MCTs are saturated fatty acids but because they are shorter in length than regular saturated fats the body processes them differently. They are almost exclusively used as energy and not stored as body fat. Unfortunately the people at CytoSport don't mention the type of long chain polyunsaturated fats they put in MuscleMilk, they could be omega-6 (not so good) or omega-3 (yeah!). Either way long chain polyunsaturated fats have a special role in our body and are not likely to be stored at fat.
MuscleMilk is a great product, that tastes great too but there are a couple things that could be changed to make it even better.
MuscleMilk only contains 12 grams of carbohydrates which is good because you don't want to combine too many carbs and fats (and MuscleMilk already has a good dose of fat). Unfortunately fiber is pretty much non existent from the MuscleMilk formula.
This is too bad because a good dose of fiber would make the nutrient profile of this product even better! Also maltodextrin is the main source of carbs. This isn't ideal but I guess you can't have amazing taste and ideal carbs in the same shake.
The other thing I'm not crazy about with MuscleMilk is the addition of glycocyamine. Strangely enough CytoSport extols the fact that glycocyamine is in their product. Why include glycocyamine? Well glycocyamine is a direct precursor to creatine (it is converted to creatine in the liver).
Unfortunately supplementing with glycocyamine has been shown to cause increases in homocysteine levels!! Increased homocysteine levels have been shown to greatly increase one's risk of heart disease. To make it even worse glycocyamine has been shown to DECREASE creatine uptake by muscles.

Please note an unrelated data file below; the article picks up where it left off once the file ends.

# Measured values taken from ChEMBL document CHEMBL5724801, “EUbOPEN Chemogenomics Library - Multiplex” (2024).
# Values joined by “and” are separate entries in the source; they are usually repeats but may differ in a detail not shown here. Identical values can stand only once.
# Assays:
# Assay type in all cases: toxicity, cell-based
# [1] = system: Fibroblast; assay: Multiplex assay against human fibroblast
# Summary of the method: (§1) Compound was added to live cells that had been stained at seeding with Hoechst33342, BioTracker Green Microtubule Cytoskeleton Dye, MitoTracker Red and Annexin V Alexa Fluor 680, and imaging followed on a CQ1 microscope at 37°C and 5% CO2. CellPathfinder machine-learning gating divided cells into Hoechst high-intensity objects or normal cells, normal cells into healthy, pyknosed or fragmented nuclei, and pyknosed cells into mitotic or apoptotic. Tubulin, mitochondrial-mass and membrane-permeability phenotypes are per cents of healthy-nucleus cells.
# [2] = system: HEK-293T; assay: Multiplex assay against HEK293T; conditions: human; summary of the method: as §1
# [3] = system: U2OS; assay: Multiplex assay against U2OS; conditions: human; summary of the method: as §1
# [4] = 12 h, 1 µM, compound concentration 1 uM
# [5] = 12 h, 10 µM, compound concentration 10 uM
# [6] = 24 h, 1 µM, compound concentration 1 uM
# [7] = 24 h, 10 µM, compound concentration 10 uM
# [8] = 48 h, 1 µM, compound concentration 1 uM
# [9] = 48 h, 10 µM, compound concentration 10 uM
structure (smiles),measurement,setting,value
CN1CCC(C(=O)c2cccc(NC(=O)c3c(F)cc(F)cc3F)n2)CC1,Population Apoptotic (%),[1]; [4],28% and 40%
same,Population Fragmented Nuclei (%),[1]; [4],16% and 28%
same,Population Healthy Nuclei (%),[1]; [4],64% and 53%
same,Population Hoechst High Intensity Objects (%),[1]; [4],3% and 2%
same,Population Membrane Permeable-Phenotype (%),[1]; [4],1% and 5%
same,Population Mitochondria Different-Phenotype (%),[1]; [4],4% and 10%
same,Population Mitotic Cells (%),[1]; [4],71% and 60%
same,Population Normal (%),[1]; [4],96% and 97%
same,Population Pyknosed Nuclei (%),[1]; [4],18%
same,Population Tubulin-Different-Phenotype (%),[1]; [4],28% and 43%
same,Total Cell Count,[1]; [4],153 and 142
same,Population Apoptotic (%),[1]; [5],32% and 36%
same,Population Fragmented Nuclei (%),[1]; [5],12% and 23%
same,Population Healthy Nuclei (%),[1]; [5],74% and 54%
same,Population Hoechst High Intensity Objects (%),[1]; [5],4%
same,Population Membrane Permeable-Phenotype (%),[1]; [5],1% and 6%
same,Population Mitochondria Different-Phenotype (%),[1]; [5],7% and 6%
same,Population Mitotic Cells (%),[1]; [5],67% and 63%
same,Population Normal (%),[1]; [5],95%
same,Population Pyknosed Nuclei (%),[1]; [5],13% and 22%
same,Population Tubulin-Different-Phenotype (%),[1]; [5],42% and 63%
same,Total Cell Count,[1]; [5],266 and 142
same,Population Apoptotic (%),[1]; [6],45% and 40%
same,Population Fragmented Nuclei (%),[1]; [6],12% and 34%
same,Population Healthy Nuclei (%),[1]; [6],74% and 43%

It is speculated that the addition of betaine while supplementing with glycocyamine will help prevent the increases in homocysteine levels. I cannot comment on whether or not this is true as I have not seen evidence one way or the other (though in theory it makes sense). MuscleMilk does contain betaine [((CH3)3NCH2COO)] and SAMe [(s-adenosylmethionine)] (another compound that theoretically will work like betaine) so increased levels of homocysteine MAY NOT occur.
The Bottom Line:
I've said this several times already - MuscleMilk is a great product with one of the most complete protein blends on the market and a healthy dose of healthy fats. My fears of glycocyamine is enough to make me weary enough not to use MuscleMilk everyday but definitely a 1-3 times a weeks when I need a change.
Max Milk By EAS
Flavors: Chocolate, Vanilla, Cookies & Cream
Serving per Container: 16
The similarities between Max Milk and MuscleMilk are so great it is a little scary. This can be looked at as a good thing because MuscleMilk is a solid product. On the protein front Max Milk contains a blend of whey concentrate, whey isolate, and Ca+/Na+ caseinates. It also contains micellar casein and colostrums - these two are found in smaller amounts than the whey products.